MOST everyone would like to be remembered for something. Not very many can hope to set a new high-jump record, run a record mile, or land on the moon. This means that a lot of people must strive for less important achievements. To fulfill this need there was one undistinguished chap I knew in school who ate 32 pancakes at one sitting. As it turned out, this was no world's record, but it made him famous within the school's boundaries. Unfortunately there was a side effect to this. He never looked at another pancake in his whole life.
From time to time in the news, some unfulfilled chef cooks up a mile-long sausage to get on TV. Sausages do not gain any more flavor when cooked by the mile, and it certainly doesn't make them any easier to eat. Does one still buy them by the pound or by the tenth of a mile?
People try to get into the Guinness Book of World Records by endlessly jumping rope, or being part of a team that squeezes into a phone booth. An acquaintance of mine even got the idea he could beat the world's record of holding one's breath under water and had to be revived after six unsuccessful attempts.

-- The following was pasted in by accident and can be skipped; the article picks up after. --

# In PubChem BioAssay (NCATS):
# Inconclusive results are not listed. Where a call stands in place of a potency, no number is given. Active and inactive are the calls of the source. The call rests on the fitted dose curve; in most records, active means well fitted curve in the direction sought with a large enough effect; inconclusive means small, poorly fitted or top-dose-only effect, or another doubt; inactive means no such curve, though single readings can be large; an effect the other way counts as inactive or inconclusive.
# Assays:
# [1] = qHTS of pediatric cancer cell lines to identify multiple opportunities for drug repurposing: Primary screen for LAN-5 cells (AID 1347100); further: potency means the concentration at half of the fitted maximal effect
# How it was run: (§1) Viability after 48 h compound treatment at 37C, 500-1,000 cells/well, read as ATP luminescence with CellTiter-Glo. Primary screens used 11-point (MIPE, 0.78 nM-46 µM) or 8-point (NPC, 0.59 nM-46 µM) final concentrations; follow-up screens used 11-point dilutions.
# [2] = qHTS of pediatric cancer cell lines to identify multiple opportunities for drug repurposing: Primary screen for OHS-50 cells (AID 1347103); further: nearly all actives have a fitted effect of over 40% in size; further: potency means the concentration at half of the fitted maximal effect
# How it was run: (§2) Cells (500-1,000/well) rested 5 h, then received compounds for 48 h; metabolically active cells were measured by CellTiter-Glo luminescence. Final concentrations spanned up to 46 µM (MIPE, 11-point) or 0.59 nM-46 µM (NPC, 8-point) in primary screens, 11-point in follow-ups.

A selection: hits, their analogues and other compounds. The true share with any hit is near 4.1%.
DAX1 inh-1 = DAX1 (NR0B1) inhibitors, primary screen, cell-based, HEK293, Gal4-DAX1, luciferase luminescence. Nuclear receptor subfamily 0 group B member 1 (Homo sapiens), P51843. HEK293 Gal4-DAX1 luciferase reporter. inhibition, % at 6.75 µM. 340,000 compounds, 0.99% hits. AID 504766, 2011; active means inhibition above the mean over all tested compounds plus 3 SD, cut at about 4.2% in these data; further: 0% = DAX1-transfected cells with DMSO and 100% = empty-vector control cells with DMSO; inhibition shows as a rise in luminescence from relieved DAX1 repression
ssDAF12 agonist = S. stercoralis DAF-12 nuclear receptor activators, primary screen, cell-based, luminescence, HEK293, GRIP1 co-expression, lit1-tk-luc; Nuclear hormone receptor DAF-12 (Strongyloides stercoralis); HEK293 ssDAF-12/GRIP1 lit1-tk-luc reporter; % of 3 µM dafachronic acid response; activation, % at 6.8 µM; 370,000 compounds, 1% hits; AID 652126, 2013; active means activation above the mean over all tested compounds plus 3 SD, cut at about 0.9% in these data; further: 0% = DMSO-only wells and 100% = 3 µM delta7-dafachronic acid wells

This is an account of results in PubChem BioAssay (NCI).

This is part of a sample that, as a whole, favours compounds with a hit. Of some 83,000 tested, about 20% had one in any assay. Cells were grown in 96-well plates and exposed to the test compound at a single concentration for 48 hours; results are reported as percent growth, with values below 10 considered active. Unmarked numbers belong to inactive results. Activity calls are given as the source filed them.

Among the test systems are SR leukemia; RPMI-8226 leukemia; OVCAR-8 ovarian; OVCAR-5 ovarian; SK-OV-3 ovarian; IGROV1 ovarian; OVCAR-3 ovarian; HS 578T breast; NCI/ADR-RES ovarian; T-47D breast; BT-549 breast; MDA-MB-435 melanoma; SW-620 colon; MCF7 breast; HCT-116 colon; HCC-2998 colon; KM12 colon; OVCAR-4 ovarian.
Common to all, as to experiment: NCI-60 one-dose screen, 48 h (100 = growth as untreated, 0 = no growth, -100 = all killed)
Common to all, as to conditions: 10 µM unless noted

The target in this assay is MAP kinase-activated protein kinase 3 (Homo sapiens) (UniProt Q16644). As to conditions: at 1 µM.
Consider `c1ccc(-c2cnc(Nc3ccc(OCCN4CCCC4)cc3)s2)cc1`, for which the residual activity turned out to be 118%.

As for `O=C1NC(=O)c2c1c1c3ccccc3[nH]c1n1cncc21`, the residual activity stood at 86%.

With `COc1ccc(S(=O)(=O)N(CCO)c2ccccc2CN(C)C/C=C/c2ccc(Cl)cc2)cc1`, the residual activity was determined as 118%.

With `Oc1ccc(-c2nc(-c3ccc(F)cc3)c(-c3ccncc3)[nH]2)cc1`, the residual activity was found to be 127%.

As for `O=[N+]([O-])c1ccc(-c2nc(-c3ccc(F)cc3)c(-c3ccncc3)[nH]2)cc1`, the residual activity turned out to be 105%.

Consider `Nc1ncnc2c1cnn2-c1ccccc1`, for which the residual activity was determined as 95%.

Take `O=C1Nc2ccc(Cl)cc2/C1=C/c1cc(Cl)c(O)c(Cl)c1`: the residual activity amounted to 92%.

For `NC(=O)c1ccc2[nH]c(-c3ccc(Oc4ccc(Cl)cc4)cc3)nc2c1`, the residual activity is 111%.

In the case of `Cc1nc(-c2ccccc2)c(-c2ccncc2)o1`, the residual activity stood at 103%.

The most recent effort for fame coming to my attention was a news item about Michael Tora balancing 106 cigar boxes on his chin. Never in my wildest dreams did I imagine this was an event entered in worldwide competition. Evidently it is because Mr. Tora broke the previous world record of 90 cigar boxes, held by someone in Michigan.
I remember a high school art teacher who, I am sure, hoped for some wide acclaim for her art. She never achieved recognition. I will never forget her, because she inspired and encouraged me to draw; even to cartoon. She never despaired of my erratic, emerging talent.
Helen Wood is a prime record holder in my heart, and I think she achieved more in her long years of giving of herself to young people trying to find their way than does one balancing 106 cigar boxes on his chin or cooking a mile-long sausage. She didn't get in the Book of Records. It is too bad that achievement is not always obvious.